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My trip home wasn’t exactly as I planned.
It started out to be an easy trip. I coasted along the highway making good time and feeling a little, might I say, cocky because I was able to skirt the pending storms that were blanketing the east coast. I was just north of Walterboro, S.C. when I began to feel extremely warm. I glanced at the outside temp on my car, and it read 99 degrees. I waved my hand across the AC vent, and there was nothing but stale air and I still had three hours to go to reach the motel I had already paid for. My AC had died.
It was a long, hot three hours, but alas, there on the horizon was a beacon of hope. It was the motel sign. Soon I would be in an air-conditioned room. I pulled up to the front lobby and staggered in. I slumped over the counter gasping for breath but managed to squeak out, “Diane Jones, I have a reservation.”
The cheery guy behind the counter smiled, “Here we are. How was your trip?” he asked, smiling. I forced my head off the counter, gritted my teeth and gave him my glare of death look with my blood-shot eyes and my face as red as the devil himself. He just handed me the key card. I struggled back outside in the heat and drove to my room in the second building behind the lobby. I parked the car only six feet in front of my door. I slid the key card in and pushed down on the handle, but nothing happened. I tried again, only this time I slung my hip against the door for extra leverage. Still nothing. I started back to my car. Each one of those six feet felt like a mile, and I was crossing the Mojave Desert barefoot with no water. The car seemed to be getting further with each step, and I wondered if the heat would claim me before I got there.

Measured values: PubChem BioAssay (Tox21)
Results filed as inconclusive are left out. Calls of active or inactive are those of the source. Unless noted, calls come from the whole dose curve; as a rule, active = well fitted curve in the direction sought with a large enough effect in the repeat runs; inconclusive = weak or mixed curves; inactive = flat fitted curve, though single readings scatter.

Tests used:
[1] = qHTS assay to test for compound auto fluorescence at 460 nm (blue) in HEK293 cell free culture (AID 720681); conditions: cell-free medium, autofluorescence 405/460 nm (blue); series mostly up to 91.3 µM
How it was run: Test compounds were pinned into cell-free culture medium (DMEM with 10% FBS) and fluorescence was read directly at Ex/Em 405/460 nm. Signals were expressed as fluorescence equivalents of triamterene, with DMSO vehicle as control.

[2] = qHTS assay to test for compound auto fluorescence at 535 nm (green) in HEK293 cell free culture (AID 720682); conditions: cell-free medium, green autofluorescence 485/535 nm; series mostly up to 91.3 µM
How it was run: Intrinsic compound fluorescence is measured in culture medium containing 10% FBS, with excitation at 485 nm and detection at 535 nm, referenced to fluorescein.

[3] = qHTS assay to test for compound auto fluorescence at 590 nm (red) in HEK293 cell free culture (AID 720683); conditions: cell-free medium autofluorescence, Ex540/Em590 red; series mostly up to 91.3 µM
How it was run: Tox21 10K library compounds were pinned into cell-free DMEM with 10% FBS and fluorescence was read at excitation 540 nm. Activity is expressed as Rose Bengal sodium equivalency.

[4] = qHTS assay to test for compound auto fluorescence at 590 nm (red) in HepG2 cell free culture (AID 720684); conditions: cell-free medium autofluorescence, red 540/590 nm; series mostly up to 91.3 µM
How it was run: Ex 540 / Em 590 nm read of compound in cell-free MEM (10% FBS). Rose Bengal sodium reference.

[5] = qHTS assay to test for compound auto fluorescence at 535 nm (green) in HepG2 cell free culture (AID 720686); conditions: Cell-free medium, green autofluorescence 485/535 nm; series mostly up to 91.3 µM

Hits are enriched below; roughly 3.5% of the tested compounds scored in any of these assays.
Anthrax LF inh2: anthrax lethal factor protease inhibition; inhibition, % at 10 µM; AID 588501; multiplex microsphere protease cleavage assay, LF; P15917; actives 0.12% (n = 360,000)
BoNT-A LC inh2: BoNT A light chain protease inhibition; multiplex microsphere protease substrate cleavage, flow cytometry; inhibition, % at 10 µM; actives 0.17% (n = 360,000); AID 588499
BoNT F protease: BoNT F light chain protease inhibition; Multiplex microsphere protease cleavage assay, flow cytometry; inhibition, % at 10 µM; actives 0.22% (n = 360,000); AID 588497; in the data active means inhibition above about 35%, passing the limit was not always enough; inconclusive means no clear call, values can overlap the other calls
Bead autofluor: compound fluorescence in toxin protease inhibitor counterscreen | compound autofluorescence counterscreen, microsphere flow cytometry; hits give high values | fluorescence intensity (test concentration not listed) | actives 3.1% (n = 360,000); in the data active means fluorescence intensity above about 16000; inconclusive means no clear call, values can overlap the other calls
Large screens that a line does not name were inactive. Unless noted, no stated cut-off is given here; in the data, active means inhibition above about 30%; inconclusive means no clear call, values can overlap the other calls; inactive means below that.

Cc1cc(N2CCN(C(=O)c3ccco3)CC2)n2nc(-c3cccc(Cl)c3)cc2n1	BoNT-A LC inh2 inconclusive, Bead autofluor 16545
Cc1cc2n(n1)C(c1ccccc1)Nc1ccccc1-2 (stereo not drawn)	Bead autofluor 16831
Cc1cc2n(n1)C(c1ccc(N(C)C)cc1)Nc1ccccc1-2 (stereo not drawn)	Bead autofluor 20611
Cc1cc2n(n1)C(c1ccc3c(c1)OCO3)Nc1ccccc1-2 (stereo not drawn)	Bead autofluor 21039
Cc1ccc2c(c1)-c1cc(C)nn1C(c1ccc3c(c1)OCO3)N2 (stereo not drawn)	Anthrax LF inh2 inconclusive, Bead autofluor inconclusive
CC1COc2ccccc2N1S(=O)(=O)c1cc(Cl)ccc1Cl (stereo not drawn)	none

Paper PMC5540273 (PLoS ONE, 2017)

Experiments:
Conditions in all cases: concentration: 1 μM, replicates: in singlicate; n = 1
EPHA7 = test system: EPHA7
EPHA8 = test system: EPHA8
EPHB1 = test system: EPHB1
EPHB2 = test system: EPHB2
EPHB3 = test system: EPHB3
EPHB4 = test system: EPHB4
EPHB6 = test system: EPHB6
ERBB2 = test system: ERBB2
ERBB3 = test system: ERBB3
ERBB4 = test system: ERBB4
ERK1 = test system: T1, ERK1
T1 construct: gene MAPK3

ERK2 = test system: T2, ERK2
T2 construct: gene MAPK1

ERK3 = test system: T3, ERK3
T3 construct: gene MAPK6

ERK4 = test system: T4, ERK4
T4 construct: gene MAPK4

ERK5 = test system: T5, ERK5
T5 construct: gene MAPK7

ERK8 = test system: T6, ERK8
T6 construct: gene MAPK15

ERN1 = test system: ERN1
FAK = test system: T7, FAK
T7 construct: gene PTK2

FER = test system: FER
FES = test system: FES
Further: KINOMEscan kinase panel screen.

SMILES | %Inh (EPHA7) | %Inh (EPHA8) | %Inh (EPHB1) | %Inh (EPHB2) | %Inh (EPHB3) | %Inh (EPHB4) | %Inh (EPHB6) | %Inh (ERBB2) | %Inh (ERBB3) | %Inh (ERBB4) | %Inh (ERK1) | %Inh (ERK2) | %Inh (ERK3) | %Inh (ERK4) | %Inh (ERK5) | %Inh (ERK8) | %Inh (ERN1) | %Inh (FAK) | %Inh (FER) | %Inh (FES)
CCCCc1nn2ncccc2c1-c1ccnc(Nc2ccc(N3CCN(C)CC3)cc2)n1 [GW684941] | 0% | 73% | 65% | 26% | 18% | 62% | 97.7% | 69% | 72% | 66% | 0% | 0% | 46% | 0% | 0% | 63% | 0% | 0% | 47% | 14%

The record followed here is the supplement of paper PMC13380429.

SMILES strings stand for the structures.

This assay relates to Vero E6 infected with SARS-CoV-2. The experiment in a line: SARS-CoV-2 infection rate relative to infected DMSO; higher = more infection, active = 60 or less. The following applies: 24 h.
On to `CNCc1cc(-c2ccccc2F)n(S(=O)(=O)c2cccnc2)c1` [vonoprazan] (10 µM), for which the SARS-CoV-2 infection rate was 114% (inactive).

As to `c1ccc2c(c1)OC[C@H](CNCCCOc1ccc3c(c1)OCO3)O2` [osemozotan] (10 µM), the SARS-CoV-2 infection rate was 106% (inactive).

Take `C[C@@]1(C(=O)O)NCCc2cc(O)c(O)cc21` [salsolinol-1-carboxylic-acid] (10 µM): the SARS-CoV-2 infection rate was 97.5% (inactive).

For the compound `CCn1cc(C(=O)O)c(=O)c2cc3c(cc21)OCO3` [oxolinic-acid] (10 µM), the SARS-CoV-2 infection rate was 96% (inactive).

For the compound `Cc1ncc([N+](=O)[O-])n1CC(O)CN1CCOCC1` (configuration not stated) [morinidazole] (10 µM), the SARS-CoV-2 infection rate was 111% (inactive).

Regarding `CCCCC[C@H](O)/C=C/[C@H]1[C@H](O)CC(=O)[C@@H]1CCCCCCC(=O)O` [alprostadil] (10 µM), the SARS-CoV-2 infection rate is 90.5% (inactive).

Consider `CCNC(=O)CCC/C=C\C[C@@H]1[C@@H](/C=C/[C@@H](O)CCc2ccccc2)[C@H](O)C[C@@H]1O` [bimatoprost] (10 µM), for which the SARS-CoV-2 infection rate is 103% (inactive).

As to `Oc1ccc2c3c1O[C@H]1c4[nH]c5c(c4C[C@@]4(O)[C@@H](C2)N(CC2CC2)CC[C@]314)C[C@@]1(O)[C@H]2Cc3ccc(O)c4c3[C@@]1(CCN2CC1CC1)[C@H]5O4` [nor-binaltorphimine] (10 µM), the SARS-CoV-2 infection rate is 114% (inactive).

I drove back to the lobby, to the still smiling, cheery-faced man standing in the 72-degree environment.
“The key card doesn’t work,” I said gasping for air.
“Did you pull up on the handle?” he calmly asked.
“You didn’t tell me I had to pull UP!” I responded, wanting to jump the counter and choke that cool air out of him.
I returned to my room and pulled up on the handle and voila, it opened.
I dragged myself to the AC unit and turned it to the lowest temperature and cranked it to high, and then aimed the vent directly at the bed.
I threw my over-heated, drained of any life, barely breathing body across the top of the bed. The cold air from the vent hit my face with the strength of Hurricane Katrina, flapping the loose skin on my face. I didn’t care. After about twenty minutes, I rolled over, sat on the edge of the bed, took a deep, long breath of cool air and muffled, “I think I’m going to live.”
Author of Mystery/Crime Drama and Romance.